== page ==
Facebook denies having ‘2 systems of justice’ for users after scathing WSJ report


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WSJ report says Facebook favors millions of high-profile users

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Facebook has responded to a blatant Wall Street Journal report that claims the social media giant gives millions of elite special treatment when it comes to removing content that violates the network’s rules.

While the company denies having “two systems of justice,” it acknowledges that there is room for improvement when it comes to implementing its policies.

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The Journal obtained internal documents detailing Facebook’s own assessment of its ExCheck policy, which allegedly favors more than 5.8 million high-profile users such as celebrities, politicians and some organizations. Those “whitelisted” accounts not only get a second review whenever their posts are flagged for infringement, according to the newspaper, but they are granted a certain level of immunity from punishment.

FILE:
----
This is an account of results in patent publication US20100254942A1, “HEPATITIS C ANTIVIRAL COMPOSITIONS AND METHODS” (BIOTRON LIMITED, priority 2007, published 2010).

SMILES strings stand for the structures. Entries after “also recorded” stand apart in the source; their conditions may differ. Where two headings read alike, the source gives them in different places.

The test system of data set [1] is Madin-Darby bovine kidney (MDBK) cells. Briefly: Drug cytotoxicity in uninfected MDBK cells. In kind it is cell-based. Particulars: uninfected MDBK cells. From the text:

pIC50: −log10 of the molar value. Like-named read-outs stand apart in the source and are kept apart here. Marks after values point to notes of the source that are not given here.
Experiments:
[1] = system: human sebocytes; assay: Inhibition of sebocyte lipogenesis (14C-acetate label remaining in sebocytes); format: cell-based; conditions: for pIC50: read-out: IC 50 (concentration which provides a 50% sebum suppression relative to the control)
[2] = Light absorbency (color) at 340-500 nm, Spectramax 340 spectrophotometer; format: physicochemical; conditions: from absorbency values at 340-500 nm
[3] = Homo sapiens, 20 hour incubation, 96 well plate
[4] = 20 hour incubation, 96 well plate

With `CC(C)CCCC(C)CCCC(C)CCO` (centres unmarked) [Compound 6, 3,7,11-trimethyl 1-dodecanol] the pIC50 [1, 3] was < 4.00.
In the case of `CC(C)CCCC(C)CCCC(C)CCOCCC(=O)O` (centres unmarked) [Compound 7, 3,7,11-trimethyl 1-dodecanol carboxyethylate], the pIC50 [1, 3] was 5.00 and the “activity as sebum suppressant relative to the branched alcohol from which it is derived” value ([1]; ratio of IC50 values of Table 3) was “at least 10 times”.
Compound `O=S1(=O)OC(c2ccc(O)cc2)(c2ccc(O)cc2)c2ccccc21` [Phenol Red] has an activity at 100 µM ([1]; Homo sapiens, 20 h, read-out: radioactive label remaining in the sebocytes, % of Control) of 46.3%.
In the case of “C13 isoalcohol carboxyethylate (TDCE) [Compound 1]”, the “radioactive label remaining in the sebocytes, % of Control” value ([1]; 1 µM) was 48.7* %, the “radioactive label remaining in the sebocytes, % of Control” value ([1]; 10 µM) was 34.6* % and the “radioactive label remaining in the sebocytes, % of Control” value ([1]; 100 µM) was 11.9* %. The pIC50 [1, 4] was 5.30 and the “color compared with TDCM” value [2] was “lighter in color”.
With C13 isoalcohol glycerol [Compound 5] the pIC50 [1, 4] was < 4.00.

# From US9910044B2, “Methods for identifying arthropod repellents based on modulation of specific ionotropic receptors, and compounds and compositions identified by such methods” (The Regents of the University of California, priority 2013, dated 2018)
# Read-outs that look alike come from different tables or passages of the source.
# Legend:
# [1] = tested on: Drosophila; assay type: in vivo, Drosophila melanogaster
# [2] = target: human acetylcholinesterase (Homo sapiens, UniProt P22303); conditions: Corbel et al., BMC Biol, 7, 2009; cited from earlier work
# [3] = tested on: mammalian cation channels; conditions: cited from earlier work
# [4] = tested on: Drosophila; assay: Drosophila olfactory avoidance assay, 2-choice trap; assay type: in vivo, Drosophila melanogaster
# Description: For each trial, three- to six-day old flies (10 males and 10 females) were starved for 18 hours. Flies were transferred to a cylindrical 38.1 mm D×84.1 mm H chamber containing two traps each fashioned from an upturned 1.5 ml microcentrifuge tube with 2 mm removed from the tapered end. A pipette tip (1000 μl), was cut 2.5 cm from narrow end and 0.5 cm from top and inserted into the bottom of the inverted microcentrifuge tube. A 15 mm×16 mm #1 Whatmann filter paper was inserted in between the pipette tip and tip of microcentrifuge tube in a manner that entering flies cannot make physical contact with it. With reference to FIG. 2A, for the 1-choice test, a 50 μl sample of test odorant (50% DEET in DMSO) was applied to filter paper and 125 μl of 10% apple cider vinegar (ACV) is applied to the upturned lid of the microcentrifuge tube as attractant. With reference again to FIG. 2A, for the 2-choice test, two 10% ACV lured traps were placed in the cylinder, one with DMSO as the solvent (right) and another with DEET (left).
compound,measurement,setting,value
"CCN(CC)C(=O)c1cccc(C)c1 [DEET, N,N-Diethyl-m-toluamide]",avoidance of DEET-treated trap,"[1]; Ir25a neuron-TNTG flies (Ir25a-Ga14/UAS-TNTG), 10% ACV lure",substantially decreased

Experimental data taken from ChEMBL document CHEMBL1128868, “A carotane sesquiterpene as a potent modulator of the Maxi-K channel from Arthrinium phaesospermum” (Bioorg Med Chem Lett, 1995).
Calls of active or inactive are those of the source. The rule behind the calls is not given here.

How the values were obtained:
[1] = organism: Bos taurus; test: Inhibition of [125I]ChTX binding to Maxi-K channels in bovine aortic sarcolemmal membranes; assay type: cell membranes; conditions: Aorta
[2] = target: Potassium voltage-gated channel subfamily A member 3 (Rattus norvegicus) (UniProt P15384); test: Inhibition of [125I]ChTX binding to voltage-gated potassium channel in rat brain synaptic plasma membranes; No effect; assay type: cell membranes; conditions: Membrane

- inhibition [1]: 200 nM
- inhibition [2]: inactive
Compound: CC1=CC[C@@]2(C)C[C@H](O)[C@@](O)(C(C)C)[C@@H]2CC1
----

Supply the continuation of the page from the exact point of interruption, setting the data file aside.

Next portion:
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“Unlike the rest of our community, these people may violate our standards without any consequences,” said an internal review regarding XCheck members.

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In response to the report, Facebook said its XCheck program is no secret, but acknowledged it is incomplete.

Facebook spokesman Andy Stone took to Twitter to respond to the Journal’s story, first pointing to a 2018 blog post where Facebook defended itself against another significant report on its policing. That post acknowledges that Facebook “cross-checks” high-profile accounts like celebrities.

“As we said in 2018: ‘Cross-check’ simply means that certain content on certain pages or profiles is given a second layer of review to ensure that we have implemented our policies correctly is,” Stone wrote, citing an earlier post before making the claim. , “There are no two systems of justice; it is an attempt to avoid mistakes.”

“Ultimately, at the heart of this story is Facebook’s own analysis that we need to improve the program,” Stone said. “We know our enforcement is not perfect and that there are tradeoffs between speed and accuracy.”

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He concluded, “The WSJ piece repeatedly cites Facebook’s own documentation that actually indicates the need for changes already underway at the company. We have a new team, new resources, and an overhaul of the process that Facebook has.” on an existing work-stream.”

When contacted by Granthshala Business, Stone declined to share what changes are being considered to Facebook’s XCheck program.

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